Home>Discussions>ELECTRICAL & LIGHTING>How to break up a circuit with a shared neutral?
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JLMCDANIEL
Re: How to break up a circuit with a shared neutral?

Although balanced loads or nearly balanced loads work, I always recommend against shared neutral in a residential application. As and example one circuit feeds the bathroom which has a vent fan, a ceiling light, a vanity light, etc. When every thing is on the draw is say 12 amps. Ont the other branch you have an attic vent fan drawing 12 amps. every thing is OK until the neutral break or bad connection, and you have one 60 watt light on in the bath and the vent fan is running. Now you are running 240 volts through the circuit, dropping 220+ volts on the fan and 18+ volts on the light and the circuit is drawing over 22 amps. A 20 amp breaker may or may not trip and you will burn out the light or the attic fan. It's very difficult to maintain balance loads in a residential application.
Jack

Ernie_Fergler
Re: How to break up a circuit with a shared neutral?
canuk wrote:

Theoritically ..... only if the loads on the 2 legs are perfectly balanced ... which is unlikely in real world applications.

On branch circuits sharing neutral electronic equipment can be damaged without necessarily seeing burned connections on the main breaker.

Unlikely in the real world, but not uncommon.

canuk
Re: How to break up a circuit with a shared neutral?

Generally speaking the multiwire branch circuits ( MWBC ) are safe and fine to use providing everything is wired correctly. As I mentioned earlier the service to the home is the same thing ( shared neutral ) without giving it a second thought.

Personally I like to wire most circuits with a seperate neutral but there are times when convienience comes into play and I'lll use the MWBC for lights only.
This way I'd rather have the 240 split on light bulbs than having 180 volts running through my DVD player.

JLMCDANIEL
Re: How to break up a circuit with a shared neutral?
ZZZ wrote:

Jack,
You are correct also, it will very likely damage something if you lose the neutral due to the higher than normal voltage that results. I do not like using them in residential either. I was just trying to clear up the originator's fear of high neutral currents, which will never be higher than the highest line current at any time. Changing one conductor to a ground is a very good idea also.
Nonetheless, is still acceptable and approved to use multiwire branch circuits. On the other hand, it would not bother me a bit if the NEC bans them at some point. It is not necessary to balance the load in these applications either, but it is always good practice. Don't forget, the service to a residence it using a shared neutral for two lines and no one would ever ask for an additional neutral for it.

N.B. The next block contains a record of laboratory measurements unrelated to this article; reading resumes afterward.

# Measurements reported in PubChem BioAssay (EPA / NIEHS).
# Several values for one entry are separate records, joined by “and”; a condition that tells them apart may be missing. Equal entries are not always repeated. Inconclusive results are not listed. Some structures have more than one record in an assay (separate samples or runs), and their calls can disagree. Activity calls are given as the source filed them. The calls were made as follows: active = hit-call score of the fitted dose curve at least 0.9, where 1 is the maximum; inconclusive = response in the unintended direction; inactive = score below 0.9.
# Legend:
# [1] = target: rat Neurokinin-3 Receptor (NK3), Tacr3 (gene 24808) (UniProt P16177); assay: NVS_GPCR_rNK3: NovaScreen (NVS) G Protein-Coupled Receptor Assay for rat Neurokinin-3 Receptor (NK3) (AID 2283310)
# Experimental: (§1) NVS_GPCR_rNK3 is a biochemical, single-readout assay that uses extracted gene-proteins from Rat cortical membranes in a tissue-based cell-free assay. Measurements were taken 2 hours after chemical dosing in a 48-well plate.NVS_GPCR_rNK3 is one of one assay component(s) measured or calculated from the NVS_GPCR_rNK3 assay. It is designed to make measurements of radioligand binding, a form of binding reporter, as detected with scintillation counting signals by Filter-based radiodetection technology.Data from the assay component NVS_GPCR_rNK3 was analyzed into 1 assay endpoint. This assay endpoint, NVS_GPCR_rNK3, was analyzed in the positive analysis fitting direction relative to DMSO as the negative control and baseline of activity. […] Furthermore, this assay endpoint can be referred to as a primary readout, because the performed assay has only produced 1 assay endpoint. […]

So true, sub panels also, however my concern is that it is many times more likely to have a connection problem with the application of a wire nut than a terminal connection and it's more likely to be done by an armature than the service connections.
Jack

canuk
Re: How to break up a circuit with a shared neutral?
Ernie_Fergler wrote:

Unlikely in the real world, but not uncommon.

Yep ..... pretty smart coal cracker ;):D

canuk
Re: How to break up a circuit with a shared neutral?

Jack ... that's no reason to condem MWBC rather consider the consequences when it.s done improperly .... as with anything electrical.

JLMCDANIEL
Re: How to break up a circuit with a shared neutral?
ZZZ wrote:

Are they worse than amatures?: )

I dislike them especially because of the double or triple pole breaker requirement, you have to shut down additional circuits to work on them. Worse,if you don't have them (like in his house) you can be electrocuted by the opening the neutral not knowing it has a second feed.

It's not nice to make fun of senior citizen's mistypes.:D Besides it's spelled amateurs.:p
Jack

JLMCDANIEL
Re: How to break up a circuit with a shared neutral?

But it just doesn't seem to help with "Old-timers" disease.:eek:
Jack

canuk
Re: How to break up a circuit with a shared neutral?
ZZZ wrote:

Are they worse than amatures?: )

I dislike them especially because of the double or triple pole breaker requirement, you have to shut down additional circuits to work on them. Worse,if you don't have them (like in his house) you can be electrocuted by the opening the neutral not knowing it has a second feed.

Wouldn't that be the reason for the breakers?;):)

kentvw
Re: How to break up a circuit with a shared neutral?

i think zzz is cool

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